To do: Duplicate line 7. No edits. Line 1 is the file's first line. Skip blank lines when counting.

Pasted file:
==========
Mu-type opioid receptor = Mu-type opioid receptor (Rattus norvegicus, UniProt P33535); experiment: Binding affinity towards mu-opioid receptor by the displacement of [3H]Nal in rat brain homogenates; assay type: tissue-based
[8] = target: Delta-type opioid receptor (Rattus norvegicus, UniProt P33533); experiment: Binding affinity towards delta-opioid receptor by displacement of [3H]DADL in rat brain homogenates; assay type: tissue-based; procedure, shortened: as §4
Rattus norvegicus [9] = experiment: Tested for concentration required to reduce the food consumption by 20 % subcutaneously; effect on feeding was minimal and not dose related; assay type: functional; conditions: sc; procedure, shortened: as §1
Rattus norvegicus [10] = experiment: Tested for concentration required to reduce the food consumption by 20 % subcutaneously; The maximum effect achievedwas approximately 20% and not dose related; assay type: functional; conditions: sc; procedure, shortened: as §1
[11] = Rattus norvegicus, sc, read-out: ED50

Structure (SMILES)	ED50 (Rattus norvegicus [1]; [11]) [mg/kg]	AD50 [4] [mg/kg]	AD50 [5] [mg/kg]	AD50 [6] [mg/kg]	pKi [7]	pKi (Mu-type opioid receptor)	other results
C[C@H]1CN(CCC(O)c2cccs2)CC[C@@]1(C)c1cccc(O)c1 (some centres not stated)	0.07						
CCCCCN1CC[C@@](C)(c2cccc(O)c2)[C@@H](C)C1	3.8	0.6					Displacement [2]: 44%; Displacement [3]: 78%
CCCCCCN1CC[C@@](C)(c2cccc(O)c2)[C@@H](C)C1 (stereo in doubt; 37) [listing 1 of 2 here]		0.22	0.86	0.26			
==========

C[C@H]1CN(CCC(O)c2cccs2)CC[C@@]1(C)c1cccc(O)c1 (some centres not stated)	0.07						